2022_legislative_session_update_week_32022 Legislative Session Update: Week 3Latest_NewsShared_Content/News/Latest_News/2022/2022_legislative_session_update_week_3<div class="col-md-12"> <div class="col-sm-5 pull-right" style="text-align: center;"><a href=""><img src="/images/Newsletters/latest-news/2022/january/2022-legislative-update-wk-3-645x425px.png" alt="Legislative Update logo for the week of January 24, 2022" /></a> </div> <h5>January 24, 2022</h5> <h2>2022 Legislative Session Update: Week 3</h2> <p>Alex Wehinger, WSMA's associate director of legislative and political affairs, shares what to expect at this year's virtual WSMA Legislative Summit, taking place Monday, Feb. 7 at 5:30 p.m. <a href="">Watch the video</a>.</p> </div>1/24/2022 12:00:00 AM1/1/0001 12:00:00 AM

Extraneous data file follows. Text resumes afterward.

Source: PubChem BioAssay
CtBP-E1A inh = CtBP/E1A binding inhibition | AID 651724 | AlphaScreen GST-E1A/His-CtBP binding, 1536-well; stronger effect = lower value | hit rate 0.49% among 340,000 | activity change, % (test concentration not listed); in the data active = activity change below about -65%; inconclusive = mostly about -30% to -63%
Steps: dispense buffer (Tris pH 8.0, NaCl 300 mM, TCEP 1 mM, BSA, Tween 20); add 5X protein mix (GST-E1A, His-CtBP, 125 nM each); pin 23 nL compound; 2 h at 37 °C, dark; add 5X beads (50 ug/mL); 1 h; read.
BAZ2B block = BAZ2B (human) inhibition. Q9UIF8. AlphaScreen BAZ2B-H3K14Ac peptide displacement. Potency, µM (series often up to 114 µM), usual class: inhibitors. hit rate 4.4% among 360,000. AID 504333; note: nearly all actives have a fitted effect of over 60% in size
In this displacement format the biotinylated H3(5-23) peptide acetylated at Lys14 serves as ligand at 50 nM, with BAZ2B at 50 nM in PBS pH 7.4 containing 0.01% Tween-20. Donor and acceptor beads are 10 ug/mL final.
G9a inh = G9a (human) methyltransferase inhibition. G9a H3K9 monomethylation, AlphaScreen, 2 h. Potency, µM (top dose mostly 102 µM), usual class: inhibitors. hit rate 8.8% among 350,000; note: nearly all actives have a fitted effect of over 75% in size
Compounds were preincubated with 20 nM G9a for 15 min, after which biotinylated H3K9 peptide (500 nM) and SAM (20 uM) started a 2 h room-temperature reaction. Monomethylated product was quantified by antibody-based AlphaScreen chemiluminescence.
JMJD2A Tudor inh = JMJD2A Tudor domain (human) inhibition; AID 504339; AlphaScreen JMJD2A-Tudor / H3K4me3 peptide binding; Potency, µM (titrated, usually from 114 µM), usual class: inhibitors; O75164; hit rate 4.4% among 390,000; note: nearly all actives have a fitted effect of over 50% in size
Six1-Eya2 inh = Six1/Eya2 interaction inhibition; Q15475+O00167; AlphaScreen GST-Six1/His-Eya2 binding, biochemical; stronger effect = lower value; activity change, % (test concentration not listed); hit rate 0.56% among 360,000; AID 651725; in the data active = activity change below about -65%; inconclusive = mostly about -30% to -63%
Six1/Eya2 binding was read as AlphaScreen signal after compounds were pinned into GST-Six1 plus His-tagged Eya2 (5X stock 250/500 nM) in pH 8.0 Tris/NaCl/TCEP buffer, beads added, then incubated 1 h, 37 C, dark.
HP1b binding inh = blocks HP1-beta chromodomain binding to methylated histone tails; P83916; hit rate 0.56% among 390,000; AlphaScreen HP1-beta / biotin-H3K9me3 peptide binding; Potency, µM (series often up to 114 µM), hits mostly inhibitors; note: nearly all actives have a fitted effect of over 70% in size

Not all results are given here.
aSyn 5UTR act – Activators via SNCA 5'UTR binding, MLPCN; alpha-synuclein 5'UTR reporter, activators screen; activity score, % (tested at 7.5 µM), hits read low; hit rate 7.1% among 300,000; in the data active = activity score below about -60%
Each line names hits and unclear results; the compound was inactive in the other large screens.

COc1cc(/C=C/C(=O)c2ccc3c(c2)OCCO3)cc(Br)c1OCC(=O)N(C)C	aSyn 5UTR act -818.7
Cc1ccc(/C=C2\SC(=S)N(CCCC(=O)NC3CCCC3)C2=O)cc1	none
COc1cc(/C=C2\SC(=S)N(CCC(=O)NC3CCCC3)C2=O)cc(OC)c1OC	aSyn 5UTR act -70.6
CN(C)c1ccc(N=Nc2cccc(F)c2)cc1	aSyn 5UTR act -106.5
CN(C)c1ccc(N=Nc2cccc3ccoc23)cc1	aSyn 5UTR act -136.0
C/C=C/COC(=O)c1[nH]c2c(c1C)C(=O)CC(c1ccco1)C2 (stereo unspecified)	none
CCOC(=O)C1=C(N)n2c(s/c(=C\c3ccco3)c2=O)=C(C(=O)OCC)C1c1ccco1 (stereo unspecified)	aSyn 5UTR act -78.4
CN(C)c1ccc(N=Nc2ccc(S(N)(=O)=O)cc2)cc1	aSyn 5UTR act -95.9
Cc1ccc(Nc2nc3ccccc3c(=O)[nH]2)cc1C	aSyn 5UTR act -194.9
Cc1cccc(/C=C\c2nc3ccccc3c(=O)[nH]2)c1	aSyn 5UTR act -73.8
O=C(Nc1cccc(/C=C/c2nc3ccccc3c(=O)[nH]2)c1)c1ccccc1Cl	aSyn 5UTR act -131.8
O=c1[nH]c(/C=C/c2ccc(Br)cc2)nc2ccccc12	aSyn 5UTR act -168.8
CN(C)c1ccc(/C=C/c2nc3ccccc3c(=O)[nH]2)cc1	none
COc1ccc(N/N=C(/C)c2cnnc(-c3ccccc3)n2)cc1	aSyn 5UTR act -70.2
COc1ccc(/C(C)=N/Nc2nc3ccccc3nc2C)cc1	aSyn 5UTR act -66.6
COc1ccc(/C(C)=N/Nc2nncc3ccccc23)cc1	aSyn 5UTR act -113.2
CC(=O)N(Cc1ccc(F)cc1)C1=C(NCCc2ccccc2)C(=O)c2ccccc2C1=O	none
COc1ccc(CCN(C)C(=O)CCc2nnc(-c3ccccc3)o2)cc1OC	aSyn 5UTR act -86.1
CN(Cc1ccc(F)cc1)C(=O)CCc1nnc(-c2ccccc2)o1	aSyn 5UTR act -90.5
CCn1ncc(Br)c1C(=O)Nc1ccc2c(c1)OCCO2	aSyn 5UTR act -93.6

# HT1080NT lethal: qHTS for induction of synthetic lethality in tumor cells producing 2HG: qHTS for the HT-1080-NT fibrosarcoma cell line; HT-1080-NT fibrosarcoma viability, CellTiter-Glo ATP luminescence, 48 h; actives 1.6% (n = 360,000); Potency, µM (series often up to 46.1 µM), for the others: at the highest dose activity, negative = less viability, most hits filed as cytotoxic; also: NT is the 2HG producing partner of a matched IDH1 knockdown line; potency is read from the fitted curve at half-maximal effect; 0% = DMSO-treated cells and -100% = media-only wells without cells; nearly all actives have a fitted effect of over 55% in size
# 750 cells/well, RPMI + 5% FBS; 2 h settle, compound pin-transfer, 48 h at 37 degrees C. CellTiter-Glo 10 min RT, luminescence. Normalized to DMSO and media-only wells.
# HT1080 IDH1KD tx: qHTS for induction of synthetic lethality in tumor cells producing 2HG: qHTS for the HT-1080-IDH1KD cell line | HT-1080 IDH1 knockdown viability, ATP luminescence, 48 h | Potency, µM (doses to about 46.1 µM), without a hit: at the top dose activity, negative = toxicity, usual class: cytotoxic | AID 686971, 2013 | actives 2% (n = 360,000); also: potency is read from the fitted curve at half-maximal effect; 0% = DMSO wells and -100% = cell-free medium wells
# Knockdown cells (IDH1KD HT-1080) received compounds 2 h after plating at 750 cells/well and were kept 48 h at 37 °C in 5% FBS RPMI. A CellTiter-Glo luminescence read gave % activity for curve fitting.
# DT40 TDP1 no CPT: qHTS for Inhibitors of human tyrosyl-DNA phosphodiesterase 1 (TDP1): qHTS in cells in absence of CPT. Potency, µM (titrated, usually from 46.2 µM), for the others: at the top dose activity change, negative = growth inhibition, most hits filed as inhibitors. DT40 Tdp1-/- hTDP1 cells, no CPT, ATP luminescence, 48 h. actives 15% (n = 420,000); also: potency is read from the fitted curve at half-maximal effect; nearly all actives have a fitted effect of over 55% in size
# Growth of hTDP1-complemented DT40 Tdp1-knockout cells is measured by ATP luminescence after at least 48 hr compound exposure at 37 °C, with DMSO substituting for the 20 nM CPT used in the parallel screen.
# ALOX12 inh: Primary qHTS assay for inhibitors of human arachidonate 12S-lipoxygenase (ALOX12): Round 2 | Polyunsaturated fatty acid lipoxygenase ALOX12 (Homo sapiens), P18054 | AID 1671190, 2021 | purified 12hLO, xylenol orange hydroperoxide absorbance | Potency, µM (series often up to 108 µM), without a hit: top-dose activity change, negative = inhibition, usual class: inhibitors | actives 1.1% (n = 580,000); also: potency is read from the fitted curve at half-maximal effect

weekly_rounds_january_21_2022_through_the_ups_and_downs_the_wsma_is_with_youWeekly Rounds: January 21, 2022 - Through the Ups and Downs, the WSMA is With YouLatest_NewsShared_Content/News/Weekly_Rounds/2022/weekly_rounds_january_21_2022_through_the_ups_and_downs_the_wsma_is_with_you<div class="col-md-12"> <div class="col-sm-5 pull-right" style="text-align: center;"><img src="/images/Newsletters/Weekly%20Rounds/Weekly-Rounds-Article-Graphic-2021-645x425px.jpg" class="pull-right" alt="Weekly Rounds logo" width="645" height="425" /></div> <h5>January 21, 2022</h5> <h2>Through the Ups and Downs, the WSMA is With You</h2> <p>Jennifer Hanscom, Executive Director/CEO</p> <p> Last week, <a href="">this article by Becker's Hospital Review Editor-in-Chief Molly Gamble</a> nailed the COVID-19 crisis and its impact on health care professionals. The article's headline, "Healthcare workers can't get off the COVID-19 rollercoaster," certainly reflects the experience of our members over these past two years. Here at the WSMA, we've been strapped in right alongside you on that rollercoaster. </p> <p> The most recent stomach-churning episode has been over these last several weeks with the omicron surge. We've been loudly speaking up (or should I say shouting?) on behalf of our overworked and overwrought physician and physician assistant members since December, when we even pushed <a href="[@]WSMA/Resources/COVID-19_Response/COVID-19_Patient_Education/WSMA/Resources/COVID-19/COVID-19_Patient_Education/covid_19_patient_education.aspx?hkey=1883b646-8a34-48dc-926d-c9711850a7cd&_zs=B3aFd1&_zl=3vj88">our message</a> out through paid advertising across the state's newspapers. </p> <p> As the rollercoaster accelerated into the new year, we implored Gov. Jay Inslee and Secretary of Health Umair Shah, MD, to meet with us so they could hear first-hand accounts of what's been happening on the front lines. Physician leaders from the Washington Chapter - American College of Emergency Physicians joined us at the table, and we are gratified that the governor and secretary of health took <a href="[@]doc_library/news/letter-to-inslee-shah-crises-resources.pdf" target="_blank" rel="noreferrer">our message</a> to heart and <a href="[@]Shared_Content/News/Membership_Memo/2022/January_14/governor_responds_to_crisis_facing_overwhelmed_eds_and_hospitals.aspx?WebsiteKey=c182ff6d-1438-4899-abc5-614681b54927&_zs=B3aFd1&_zl=5vj88">took action</a>, providing National Guard to help on site and resources to discharge patients to more appropriate care facilities. He also moved forward-contrary to our opposition-with limiting "non-urgent" surgeries and procedures in all hospitals for the next four weeks; however, he emphasized that <a href="[@]Shared_Content/News/Membership_Memo/2022/January_14/governor_responds_to_crisis_facing_overwhelmed_eds_and_hospitals?_zs=B3aFd1&_zl=7vj88">physician discretion is still permitted when weighing harm to patients</a>. </p> <p> After almost two years of fighting this pandemic, we know you are exhausted, both mentally and physically. We know the days ahead will be long and will feel endless. In case you missed it, I hope you'll give yourself a moment of quiet and view WSMA President Dr. Mika Sinanan's <a href="">message of encouragement</a> for each of you. </p> <p> To do our part to lessen the impact on our local emergency departments, we've produced a <a href="">public service announcement</a> featuring two emergency physicians, Nathan Schlicher, MD, JD, past president of the WSMA, and C. Ryan Keay, MD, president of the Washington chapter of ACEP. In the 45-second video message, Drs. Keay and Schlicher encourage patients to get vaccinated or boosted if they're not already, and to only come to the ED if they are experiencing very serious or life-threatening conditions. If you are not testing at your practice, please encourage your worried patients to use at-home COVID-19 tests or the state's testing sites and to not present to the ED unless they are experiencing life-threatening symptoms. If patients can't access testing, encourage them to stay home and monitor their symptoms. Use <a href="">Department of Health-produced materials</a> with your patients. </p> <p> At the end of Gamble's article, she quotes Peter Pronovost, MD, PhD, chief quality and clinical transformation officer of University Hospitals in Cleveland, as he addressed how to cope with this rollercoaster ride: "We need authentic leadership, the balance of hopeful and humble. Hopeful that we will get through this. But also the courage to confront our current reality: It sucks. Let's not pretend this isn't really hard. Now how can we make your work better?" </p> <p> That is a question we regularly ask WSMA leadership and our members. Let us know how we can help as we face everything that is really hard right now. Meanwhile, thank you. For everything. </p> </div>1/21/2022 12:00:00 AM1/1/0001 12:00:00 AM